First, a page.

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Big 12 Preview: Talking Top Prospects

Will a talented Texas defense be able to overcome high-flying passing offenses from TCU, West Virginia and Oklahoma? Our NFL scouting expert weighs in.

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Archie Barberio wrote up his list of the top 10 NFL prospects in the Big 12 last week. We brought him in to talk about it as well as how he thinks the conference race will shake out this year.

1) You have UT's starting DE's (Okafor and Jeffcoat) as the top two NFL prospects in the conference. How do they compare to the Brian Orakpo/Sergio Kindle duo from a few years back and how dominant can the Texas defense be this year?

Texas has really done a good job of recruiting and developing their pass rushers the past few years. Even a player like Sam Acho is starting to grow into a very good football player. I believe that Orakpo was such a dynamic athlete that it will be hard for Okafor or Jeffcoat to duplicate his success in the NFL, but that doesn't mean they can't.

It wouldn't shock me to see Jeffcoat become a very good NFL pass rusher, and I see him being able to play in either a 3-4 or 4-3 defense. I get the feeling that Okafor would be best off in a 4-3, but he is going to be very hard to block on the next level. Kindle could be a unique player, but injuries are preventing that from happening, and so far Okafor and Jeffcoat look to be more durable.

Texas is going to be able to contend with any team in the Big 12 because of this tandem on their defense. They will consistently generate pressure from both sides of the defense, and that is going to be very difficult for teams to stop, especially with all the talent in their secondary.

2) Landry Jones might be the biggest enigma in the conference. His play nosedived once Ryan Broyles got hurt last year; do you think he is a legitimate NFL starting QB?

He is a tough quarterback prospect to get a handle on. He has great size (6'4, 218) and athletic ability, but he also has a NFL type of arm that can make most of the necessary throws. I agree, once he lost his best weapon on offense in Broyles, we saw Jones struggle to perform at a consistent level. His doubters will also bring up a valid point, was it all of the talent that he had in a spread offense the reasons for his earlier success? Keep in mind he also lost DeMarco Murray, and he was a huge part of the Oklahoma offense.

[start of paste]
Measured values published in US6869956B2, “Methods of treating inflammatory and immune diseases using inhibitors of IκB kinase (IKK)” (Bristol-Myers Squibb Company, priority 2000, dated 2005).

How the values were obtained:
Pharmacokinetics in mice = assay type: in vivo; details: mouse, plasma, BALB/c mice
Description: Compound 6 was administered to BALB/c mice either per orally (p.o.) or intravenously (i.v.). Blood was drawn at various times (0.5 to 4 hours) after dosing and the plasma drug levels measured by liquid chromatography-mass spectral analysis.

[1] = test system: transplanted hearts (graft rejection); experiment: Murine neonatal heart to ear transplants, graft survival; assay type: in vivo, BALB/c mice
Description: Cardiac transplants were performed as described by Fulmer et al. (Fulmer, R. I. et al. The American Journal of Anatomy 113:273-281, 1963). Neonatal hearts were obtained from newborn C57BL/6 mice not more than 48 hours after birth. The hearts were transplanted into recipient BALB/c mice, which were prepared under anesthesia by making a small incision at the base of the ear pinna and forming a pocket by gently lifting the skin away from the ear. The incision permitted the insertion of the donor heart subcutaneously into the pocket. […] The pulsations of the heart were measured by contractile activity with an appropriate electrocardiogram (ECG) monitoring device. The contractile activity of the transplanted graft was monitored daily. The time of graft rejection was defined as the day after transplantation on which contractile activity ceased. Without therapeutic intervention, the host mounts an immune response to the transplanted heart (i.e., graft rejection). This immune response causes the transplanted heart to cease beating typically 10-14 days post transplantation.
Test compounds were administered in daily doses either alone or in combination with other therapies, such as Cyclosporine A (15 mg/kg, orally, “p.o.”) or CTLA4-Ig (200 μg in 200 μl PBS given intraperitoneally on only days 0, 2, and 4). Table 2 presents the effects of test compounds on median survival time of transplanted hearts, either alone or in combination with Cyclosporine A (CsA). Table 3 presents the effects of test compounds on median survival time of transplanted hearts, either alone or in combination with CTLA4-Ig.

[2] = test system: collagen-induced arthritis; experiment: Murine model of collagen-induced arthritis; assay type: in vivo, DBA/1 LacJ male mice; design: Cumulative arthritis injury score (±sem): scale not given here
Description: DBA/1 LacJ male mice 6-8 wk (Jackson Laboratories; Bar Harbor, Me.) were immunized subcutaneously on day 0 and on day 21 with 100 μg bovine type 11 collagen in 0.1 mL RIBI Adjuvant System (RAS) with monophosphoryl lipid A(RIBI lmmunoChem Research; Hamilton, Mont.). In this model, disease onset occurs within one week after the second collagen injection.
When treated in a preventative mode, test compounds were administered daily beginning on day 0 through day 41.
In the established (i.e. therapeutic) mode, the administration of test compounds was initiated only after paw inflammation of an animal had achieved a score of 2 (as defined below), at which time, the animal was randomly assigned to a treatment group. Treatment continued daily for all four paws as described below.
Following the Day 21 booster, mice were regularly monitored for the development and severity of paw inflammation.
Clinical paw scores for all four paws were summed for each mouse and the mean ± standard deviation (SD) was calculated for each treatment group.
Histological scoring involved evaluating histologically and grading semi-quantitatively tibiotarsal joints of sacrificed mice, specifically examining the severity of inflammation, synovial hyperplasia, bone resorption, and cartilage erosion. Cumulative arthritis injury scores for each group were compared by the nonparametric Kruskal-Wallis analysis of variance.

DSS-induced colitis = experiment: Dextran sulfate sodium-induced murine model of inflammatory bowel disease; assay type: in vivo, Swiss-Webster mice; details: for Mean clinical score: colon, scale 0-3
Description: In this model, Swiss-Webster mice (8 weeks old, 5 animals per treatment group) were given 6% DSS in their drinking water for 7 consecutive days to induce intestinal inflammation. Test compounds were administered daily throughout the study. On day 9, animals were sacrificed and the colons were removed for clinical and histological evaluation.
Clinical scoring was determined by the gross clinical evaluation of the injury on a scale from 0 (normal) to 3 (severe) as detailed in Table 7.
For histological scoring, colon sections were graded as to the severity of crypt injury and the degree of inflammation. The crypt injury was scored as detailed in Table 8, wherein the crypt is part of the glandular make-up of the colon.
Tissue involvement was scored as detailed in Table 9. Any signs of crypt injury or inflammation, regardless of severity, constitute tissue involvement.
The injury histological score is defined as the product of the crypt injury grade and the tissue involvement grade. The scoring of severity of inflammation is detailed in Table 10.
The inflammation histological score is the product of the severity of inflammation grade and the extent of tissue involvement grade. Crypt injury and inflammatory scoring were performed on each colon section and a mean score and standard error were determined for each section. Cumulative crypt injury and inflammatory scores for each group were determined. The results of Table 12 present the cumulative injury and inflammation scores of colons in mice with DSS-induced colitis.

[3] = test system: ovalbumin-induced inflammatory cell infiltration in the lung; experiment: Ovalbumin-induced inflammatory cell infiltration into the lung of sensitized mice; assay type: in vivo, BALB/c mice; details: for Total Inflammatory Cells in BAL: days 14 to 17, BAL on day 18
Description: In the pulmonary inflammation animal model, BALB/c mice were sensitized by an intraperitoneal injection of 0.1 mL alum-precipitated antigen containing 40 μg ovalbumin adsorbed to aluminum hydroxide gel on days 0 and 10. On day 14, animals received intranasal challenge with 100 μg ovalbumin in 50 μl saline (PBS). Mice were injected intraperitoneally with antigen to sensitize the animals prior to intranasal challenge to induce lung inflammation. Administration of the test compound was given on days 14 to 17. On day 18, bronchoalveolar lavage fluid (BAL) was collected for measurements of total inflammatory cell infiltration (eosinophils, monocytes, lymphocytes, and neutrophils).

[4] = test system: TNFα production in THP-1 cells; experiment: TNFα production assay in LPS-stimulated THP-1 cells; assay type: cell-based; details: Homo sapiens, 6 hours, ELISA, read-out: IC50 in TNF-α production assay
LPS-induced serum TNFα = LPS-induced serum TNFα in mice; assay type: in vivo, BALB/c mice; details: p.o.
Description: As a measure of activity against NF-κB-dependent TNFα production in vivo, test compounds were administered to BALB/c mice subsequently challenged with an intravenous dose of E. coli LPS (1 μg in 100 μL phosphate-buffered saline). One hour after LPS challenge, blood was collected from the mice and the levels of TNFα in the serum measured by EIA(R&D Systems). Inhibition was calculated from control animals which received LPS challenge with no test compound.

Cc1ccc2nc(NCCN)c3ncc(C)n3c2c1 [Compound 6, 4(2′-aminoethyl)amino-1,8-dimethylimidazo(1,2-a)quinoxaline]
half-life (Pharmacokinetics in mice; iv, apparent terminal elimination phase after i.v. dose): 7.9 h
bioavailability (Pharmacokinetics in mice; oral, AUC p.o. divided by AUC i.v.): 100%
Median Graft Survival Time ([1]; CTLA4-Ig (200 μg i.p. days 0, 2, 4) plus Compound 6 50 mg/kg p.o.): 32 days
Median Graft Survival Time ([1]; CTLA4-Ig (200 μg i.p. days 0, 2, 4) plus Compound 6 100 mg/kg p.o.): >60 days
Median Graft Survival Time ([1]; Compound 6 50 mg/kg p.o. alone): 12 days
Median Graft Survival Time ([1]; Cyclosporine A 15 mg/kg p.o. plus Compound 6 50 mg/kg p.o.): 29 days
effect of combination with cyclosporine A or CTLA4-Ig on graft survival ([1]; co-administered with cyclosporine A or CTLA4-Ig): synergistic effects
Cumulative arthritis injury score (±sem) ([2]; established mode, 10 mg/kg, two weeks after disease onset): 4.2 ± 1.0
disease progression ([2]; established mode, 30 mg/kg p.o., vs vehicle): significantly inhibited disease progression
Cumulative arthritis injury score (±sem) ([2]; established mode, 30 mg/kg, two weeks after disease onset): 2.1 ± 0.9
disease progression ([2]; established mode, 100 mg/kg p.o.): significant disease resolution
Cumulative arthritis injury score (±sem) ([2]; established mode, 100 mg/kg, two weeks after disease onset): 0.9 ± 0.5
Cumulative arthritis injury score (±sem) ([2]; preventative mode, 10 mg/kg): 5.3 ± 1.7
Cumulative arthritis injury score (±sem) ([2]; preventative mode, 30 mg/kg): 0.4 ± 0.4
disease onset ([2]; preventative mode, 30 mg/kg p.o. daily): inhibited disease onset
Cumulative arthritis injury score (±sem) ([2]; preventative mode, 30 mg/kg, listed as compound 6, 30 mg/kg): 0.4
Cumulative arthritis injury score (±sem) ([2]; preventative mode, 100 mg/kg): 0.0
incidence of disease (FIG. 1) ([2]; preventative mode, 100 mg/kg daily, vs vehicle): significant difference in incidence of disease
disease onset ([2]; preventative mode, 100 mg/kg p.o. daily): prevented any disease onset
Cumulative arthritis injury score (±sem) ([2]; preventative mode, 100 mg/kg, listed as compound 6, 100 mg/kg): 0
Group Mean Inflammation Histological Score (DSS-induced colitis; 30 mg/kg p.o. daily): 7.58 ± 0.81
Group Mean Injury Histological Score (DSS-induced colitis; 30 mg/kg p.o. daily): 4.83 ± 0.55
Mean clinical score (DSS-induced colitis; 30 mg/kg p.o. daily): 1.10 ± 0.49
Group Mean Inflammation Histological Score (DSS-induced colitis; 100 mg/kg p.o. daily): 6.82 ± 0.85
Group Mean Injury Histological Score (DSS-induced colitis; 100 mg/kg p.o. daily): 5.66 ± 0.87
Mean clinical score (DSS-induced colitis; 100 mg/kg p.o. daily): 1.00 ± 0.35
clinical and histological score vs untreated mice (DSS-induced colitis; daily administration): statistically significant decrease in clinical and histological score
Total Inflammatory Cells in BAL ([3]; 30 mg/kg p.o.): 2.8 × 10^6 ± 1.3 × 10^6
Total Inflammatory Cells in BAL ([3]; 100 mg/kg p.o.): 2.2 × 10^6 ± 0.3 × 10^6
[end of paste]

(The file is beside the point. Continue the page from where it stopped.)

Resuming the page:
What I noticed was that he struggled when teams brought pressure, but he also struggled with his decision making. If Jones wants to hear his name called high in the draft, he must show better decision making and accuracy. He has the physical tools, but does he have the mental side of the game down? That is the question he must answer in 2012.

3) West Virginia has Oklahoma State's old offensive coordinator (Holgorson) and an NFL pass-and-catch duo of Geno Smith and Tavon Austin. How do you think they will do in Year 1 in a new conference?

Dana Holgorsen learned a lot from Mike Leach from his time spent at Texas Tech. In his only year at OSU, Holgorsen turned Kendall Hunter and Justin Blackmon into All-Americans in his system. The transition is going to be a little difficult at first because West Virginia will be facing new teams that they aren't familiar with, but in time that could become a very good program. Holgorsen and his spread offense will utilize the talent he has, and it will put defenses in a difficult position to stop the upbeat tempo.